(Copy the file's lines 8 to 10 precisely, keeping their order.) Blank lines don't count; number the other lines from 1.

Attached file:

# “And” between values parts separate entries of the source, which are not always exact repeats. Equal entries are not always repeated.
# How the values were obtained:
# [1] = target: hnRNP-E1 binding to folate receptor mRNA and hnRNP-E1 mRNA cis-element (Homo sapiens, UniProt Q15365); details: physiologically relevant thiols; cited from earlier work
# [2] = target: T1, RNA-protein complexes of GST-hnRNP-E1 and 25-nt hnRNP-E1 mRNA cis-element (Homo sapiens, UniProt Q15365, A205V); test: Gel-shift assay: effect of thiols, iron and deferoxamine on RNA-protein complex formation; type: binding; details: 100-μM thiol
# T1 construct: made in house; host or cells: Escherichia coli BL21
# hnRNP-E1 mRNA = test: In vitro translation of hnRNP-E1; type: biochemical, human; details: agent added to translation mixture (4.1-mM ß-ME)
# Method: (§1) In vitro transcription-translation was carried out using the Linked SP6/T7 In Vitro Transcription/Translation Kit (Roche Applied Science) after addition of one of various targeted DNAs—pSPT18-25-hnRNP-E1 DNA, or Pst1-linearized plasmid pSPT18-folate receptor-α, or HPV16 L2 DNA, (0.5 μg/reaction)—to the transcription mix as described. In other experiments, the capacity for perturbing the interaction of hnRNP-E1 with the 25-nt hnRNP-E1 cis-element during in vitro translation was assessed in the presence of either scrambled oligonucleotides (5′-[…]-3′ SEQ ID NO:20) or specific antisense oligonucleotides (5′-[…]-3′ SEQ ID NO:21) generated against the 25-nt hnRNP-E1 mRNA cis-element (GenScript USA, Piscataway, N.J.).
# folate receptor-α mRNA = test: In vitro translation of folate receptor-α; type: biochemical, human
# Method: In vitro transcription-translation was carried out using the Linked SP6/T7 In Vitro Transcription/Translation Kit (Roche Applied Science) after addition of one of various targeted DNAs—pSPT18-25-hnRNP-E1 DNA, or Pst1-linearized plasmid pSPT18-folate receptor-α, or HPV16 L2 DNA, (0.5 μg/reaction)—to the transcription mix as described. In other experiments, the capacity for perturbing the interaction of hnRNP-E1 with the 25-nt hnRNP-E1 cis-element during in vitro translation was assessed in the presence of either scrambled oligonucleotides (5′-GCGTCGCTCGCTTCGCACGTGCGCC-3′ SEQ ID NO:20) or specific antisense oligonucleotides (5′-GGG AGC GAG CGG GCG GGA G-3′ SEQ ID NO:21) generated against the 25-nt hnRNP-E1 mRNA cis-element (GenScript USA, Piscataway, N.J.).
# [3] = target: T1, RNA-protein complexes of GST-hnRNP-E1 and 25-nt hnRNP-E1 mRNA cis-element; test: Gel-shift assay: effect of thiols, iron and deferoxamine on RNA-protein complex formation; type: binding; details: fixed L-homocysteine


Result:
# folate receptor-α mRNA = test: In vitro translation of folate receptor-α; type: biochemical, human
# Method: In vitro transcription-translation was carried out using the Linked SP6/T7 In Vitro Transcription/Translation Kit (Roche Applied Science) after addition of one of various targeted DNAs—pSPT18-25-hnRNP-E1 DNA, or Pst1-linearized plasmid pSPT18-folate receptor-α, or HPV16 L2 DNA, (0.5 μg/reaction)—to the transcription mix as described. In other experiments, the capacity for perturbing the interaction of hnRNP-E1 with the 25-nt hnRNP-E1 cis-element during in vitro translation was assessed in the presence of either scrambled oligonucleotides (5′-GCGTCGCTCGCTTCGCACGTGCGCC-3′ SEQ ID NO:20) or specific antisense oligonucleotides (5′-GGG AGC GAG CGG GCG GGA G-3′ SEQ ID NO:21) generated against the 25-nt hnRNP-E1 mRNA cis-element (GenScript USA, Piscataway, N.J.).
# [3] = target: T1, RNA-protein complexes of GST-hnRNP-E1 and 25-nt hnRNP-E1 mRNA cis-element; test: Gel-shift assay: effect of thiols, iron and deferoxamine on RNA-protein complex formation; type: binding; details: fixed L-homocysteine